Twenty years ago, I worked for a newspaper that provided its employees with an annual health screen provided by BUPA. Not being one to reject a free gift I went along for my first check up out of curiosity at what it might disclose.
I have always tried to follow a reasonably healthy lifestyle and, being a health correspondent, had a reasonable grasp of what that might involve. But that day changed my life in a way I did not expect. I discovered my cholesterol level was well below the average. As a result I immediately switched from margarine to butter.
I have always loved butter. Not just a smear on my morning toast but carved thickly straight from the fridge. Through the 1970s and 1980s I had resisted its lure because of the warnings that, with its high content of saturated fat, butter was a killer. Discovering that I might enjoy some protection from its risks was a revelation.
So when I saw yesterday’s BMJ report by cardiologist Aseem Malhotra arguing that saturated fats have been unfairly demonised, my heart - still (I hope) atheroma-free - lifted a little.
Dr Malhotra thinks we are taking far too many statins for reducing cholesterol – and with eight million people on the drugs many may agree – and that greater focus should be placed on adopting a Mediterranean diet, which might achieve the same end.
The heart charities disagree. They say it is no surprise that research findings on the link between cholesterol and heart disease are conflicting. People are not rats and much as scientists might like to, it is not possible to control what they eat in order to get clear results.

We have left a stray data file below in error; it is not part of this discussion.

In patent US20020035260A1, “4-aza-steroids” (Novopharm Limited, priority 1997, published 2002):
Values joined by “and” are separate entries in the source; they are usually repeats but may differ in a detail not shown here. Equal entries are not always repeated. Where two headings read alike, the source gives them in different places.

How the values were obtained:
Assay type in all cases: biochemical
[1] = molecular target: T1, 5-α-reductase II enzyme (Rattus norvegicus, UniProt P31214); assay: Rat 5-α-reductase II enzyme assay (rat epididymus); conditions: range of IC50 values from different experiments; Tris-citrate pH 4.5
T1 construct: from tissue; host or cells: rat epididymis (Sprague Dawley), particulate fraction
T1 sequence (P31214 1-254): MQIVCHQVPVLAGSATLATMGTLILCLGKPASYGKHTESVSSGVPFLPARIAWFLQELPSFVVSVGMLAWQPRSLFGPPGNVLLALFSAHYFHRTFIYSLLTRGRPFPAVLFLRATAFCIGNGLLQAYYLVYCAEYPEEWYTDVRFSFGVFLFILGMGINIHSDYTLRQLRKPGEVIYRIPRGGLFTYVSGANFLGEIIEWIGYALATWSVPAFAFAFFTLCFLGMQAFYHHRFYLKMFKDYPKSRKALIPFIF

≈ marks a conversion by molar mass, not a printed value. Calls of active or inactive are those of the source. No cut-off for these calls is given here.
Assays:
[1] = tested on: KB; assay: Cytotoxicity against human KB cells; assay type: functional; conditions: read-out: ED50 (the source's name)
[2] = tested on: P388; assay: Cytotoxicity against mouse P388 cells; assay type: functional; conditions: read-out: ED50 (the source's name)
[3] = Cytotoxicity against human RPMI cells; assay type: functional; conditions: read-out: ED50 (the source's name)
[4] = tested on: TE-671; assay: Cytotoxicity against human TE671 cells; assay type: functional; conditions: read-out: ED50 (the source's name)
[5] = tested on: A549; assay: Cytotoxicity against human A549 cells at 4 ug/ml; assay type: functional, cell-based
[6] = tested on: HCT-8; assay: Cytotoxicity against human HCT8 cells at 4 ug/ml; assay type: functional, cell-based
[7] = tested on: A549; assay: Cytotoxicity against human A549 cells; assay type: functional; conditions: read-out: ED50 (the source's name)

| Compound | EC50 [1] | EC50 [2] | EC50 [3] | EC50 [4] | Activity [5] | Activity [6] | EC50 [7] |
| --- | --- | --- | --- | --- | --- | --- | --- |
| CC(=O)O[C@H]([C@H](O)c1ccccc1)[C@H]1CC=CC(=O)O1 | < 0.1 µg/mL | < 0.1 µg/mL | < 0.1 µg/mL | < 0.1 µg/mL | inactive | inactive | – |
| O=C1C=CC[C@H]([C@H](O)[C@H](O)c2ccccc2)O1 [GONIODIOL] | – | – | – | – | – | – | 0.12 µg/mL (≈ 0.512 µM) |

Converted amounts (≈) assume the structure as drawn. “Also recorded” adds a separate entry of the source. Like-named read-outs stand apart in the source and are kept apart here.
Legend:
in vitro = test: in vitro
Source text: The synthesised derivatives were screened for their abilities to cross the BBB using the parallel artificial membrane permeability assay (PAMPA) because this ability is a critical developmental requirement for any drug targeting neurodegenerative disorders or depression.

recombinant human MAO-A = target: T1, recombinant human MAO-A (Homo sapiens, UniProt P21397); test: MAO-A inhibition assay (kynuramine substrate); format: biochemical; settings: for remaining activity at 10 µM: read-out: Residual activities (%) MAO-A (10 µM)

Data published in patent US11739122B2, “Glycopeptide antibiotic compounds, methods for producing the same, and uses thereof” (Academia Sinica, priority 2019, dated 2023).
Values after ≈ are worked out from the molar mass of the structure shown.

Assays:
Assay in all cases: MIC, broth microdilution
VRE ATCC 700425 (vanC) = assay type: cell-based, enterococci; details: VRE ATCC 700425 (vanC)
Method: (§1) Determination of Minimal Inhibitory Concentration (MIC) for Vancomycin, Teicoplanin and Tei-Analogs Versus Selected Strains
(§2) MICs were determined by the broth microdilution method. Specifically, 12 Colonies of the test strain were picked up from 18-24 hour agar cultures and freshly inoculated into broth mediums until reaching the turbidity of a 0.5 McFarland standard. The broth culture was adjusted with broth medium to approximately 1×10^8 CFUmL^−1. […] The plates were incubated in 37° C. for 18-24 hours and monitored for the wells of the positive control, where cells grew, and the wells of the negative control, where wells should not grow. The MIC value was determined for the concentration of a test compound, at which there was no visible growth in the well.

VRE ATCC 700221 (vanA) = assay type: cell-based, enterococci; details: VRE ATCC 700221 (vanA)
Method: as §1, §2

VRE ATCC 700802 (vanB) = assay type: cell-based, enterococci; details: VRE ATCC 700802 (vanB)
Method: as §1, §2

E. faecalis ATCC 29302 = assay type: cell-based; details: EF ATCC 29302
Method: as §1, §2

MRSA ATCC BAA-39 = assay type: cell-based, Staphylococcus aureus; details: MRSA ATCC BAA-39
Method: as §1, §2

But this, as ever, leaves you and I in a tricky position. We have to weigh up the evidence and try as best we can to apply it to our own case. That is what I did 20 years ago when I reasoned that the pleasure I derived from eating butter outweighed the small risk to me from consuming that extra saturated fat.
I would not have advised my friend David to do the same, despite our shared passion for butter. He happens to suffer from familial hypercholerestaemia, an inherited condition that pushes his cholesterol level sky high. He is on a large dose of statins, and rightly so.
It is when you get down to more ordinary cholesterol levels that the decision becomes trickier. Research shows that whatever your cholesterol level is, your risk of heart disease is reduced if you lower it. Thus theoretically we would all benefit from being on statins.
But none of us wants to be on drugs for the rest of our lives, with their potential side effects, if we can avoid them. At a population level, the arguments for statins are solidly backed by gold-standard research. At the individual level, however, the chances of any individual personally benefiting from the drugs they take may be smaller than they think.
There is no simple way round this. A high risk to one person may not seem high to another. Ultimately it is for each of us to strike a bargain with our maker.Reuse content